Trump says slumping Chinese economy incentive for Beijing to reach trade deal

By Trade WarFOXBusiness

China's economy weighing on global markets

CapitalistPig Hedge Fund's Jonathan Hoenig on the impact of China's slowing economy on the global stock markets.

President Donald Trump said on Sunday that talks on a trade deal with China are going “very well,” citing the weakening Chinese economy as an incentive for the nation to reach an agreement with the U.S.

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“The tariffs have absolutely hurt China very badly,” Trump told reporters outside the White House before leaving on Marine One for a trip to Camp David. “I think China wants to get it resolved. Their economy’s not doing well.”

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Washington and Beijing have been involved in a back-and-forth trade dispute throughout the course of last year. Trump’s administration has scrutinized China for having unfair trade practices and accused it of stealing American intellectual property and technology. As a result, Washington imposed billions of dollars’ worth of import tariffs on Beijing, with China responding with its own levies on U.S. goods.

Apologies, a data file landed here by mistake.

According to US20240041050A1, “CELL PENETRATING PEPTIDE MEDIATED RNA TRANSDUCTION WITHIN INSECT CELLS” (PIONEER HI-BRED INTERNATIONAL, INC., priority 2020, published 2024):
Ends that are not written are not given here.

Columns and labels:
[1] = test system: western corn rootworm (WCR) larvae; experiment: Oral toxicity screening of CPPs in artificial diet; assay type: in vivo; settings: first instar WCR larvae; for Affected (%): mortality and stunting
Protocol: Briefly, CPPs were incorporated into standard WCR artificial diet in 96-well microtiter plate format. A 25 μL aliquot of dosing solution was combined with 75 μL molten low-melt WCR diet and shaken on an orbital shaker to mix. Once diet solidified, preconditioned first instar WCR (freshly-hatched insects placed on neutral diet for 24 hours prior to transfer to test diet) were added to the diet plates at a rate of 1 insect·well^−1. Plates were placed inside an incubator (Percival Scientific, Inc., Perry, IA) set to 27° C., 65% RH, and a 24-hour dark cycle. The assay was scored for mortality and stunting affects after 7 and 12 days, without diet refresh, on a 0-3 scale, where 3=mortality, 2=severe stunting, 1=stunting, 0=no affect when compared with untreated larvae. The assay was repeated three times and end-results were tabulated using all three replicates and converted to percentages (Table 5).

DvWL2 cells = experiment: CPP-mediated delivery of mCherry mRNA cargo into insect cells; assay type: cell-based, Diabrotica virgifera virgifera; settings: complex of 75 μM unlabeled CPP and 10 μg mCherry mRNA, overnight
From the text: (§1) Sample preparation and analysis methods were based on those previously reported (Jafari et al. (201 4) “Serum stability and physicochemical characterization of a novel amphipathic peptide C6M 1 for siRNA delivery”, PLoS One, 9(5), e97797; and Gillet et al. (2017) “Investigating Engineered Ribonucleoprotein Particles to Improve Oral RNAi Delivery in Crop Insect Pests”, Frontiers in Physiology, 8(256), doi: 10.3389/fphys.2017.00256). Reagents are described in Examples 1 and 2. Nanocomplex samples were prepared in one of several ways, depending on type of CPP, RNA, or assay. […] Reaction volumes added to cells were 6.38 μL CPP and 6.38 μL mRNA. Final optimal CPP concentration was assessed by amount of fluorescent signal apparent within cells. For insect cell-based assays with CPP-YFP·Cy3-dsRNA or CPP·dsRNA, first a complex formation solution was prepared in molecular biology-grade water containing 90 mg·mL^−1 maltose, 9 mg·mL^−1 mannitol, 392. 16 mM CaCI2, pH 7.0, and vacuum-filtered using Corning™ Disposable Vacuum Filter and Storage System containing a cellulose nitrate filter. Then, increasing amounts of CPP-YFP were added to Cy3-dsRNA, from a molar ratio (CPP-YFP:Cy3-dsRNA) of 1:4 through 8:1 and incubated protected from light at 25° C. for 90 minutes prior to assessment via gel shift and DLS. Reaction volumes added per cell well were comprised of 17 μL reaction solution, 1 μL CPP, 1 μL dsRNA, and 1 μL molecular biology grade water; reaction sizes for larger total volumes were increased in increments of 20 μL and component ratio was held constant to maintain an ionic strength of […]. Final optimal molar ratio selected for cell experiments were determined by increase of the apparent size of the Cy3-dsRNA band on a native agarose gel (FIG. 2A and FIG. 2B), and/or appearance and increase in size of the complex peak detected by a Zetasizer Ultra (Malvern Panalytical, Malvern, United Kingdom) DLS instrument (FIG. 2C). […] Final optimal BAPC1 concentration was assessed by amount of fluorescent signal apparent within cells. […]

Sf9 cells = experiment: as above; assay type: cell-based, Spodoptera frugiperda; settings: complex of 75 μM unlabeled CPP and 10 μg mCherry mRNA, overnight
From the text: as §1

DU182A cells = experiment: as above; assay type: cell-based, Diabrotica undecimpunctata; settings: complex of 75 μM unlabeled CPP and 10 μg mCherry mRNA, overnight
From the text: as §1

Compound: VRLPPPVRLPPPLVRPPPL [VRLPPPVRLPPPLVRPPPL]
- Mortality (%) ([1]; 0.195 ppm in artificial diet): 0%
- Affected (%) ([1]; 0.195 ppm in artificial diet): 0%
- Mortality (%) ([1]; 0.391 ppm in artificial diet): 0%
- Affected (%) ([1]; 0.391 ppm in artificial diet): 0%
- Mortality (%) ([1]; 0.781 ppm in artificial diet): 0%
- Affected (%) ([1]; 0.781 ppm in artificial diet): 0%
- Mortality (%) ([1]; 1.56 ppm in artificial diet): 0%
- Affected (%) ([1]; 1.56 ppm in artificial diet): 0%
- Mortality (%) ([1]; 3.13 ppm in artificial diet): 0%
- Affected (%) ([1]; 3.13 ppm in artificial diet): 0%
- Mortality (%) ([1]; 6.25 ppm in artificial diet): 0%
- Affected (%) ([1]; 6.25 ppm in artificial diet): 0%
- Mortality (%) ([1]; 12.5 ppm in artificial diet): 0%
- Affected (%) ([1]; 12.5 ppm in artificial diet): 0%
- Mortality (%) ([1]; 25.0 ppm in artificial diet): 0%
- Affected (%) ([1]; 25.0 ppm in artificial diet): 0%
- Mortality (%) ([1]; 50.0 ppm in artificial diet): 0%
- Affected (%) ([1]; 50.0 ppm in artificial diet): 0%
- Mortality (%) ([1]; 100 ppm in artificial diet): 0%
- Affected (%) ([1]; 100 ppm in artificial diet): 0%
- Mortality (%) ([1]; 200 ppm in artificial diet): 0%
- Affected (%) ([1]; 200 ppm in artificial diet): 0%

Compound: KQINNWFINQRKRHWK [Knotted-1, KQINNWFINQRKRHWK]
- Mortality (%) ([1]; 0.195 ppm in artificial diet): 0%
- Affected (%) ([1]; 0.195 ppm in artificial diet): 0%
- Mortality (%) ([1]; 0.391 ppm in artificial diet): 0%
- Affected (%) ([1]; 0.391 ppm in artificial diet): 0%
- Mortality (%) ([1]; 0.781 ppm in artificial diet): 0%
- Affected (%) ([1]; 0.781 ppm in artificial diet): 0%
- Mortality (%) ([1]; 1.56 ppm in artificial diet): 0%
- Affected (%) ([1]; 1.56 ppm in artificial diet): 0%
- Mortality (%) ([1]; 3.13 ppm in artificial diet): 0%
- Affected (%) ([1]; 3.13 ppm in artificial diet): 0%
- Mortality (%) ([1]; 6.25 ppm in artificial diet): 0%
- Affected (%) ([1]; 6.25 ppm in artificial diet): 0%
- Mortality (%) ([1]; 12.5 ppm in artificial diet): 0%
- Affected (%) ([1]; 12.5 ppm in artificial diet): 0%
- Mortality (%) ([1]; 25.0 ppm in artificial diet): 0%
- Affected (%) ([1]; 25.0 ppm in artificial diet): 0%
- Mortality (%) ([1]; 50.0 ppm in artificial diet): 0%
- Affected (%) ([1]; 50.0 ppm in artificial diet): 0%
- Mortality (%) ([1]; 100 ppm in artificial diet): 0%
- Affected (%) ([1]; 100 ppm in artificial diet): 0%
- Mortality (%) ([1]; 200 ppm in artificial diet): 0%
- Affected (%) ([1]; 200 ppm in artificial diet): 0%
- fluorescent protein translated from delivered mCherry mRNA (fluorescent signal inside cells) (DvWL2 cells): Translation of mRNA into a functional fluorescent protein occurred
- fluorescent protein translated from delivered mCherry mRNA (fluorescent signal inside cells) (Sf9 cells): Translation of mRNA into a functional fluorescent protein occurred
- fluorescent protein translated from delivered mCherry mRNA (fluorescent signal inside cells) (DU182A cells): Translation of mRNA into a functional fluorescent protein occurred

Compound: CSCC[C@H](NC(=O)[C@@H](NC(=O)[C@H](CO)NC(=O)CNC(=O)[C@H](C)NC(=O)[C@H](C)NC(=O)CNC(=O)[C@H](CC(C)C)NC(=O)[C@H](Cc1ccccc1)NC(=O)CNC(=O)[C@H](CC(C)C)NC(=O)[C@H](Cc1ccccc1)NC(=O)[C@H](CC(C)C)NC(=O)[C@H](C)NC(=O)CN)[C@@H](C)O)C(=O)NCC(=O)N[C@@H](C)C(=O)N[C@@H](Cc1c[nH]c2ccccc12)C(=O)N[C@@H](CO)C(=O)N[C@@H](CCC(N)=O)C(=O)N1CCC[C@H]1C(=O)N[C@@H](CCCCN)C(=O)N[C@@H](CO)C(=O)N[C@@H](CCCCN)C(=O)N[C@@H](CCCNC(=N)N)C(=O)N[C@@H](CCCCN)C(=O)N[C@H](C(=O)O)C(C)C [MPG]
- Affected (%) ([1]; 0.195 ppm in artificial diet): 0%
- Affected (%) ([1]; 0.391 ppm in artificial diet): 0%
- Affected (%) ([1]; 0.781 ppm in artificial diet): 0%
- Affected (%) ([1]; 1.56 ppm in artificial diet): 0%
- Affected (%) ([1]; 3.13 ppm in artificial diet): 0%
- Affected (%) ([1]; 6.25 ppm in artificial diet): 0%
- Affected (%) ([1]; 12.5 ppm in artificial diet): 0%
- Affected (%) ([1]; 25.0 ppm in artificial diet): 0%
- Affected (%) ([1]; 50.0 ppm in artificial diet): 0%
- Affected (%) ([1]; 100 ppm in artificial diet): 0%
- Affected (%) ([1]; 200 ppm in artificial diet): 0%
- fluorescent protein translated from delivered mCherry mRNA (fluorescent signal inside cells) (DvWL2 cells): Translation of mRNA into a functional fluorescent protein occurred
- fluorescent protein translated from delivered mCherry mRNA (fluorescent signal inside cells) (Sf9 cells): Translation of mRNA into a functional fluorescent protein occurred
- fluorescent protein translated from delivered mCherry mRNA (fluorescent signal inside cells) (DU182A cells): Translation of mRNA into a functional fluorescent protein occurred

The trade war between the world’s two largest economies has affected the U.S. and Chinese economies, as well as global markets. China’s central bank said last week it would cut bank reserve requirements by 1 percentage point, while U.S. stocks have seesawed in recent weeks.

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Meanwhile, some U.S. companies cite the ongoing trade battle as the reason for weaker sales. Apple warned last Thursday that quarterly revenue for the holiday sales season would be lower than it had expected, due in part to the tariffs, causing shares of the company to plunge more than 9 percent.

Ford and General Motors said the tariffs have cost their companies about $1 billion in profits. GM also announced in November it planned to cut nearly 15,000 jobs in the U.S. and Canada and shutter multiple production plants.

Officials from the U.S. and China are set to meet this week in Beijing, marking the first time the countries have held talks since Trump and Chinese President Xi Jinping agreed early last month to postpone further levies for 90 days in an effort to negotiate a deal.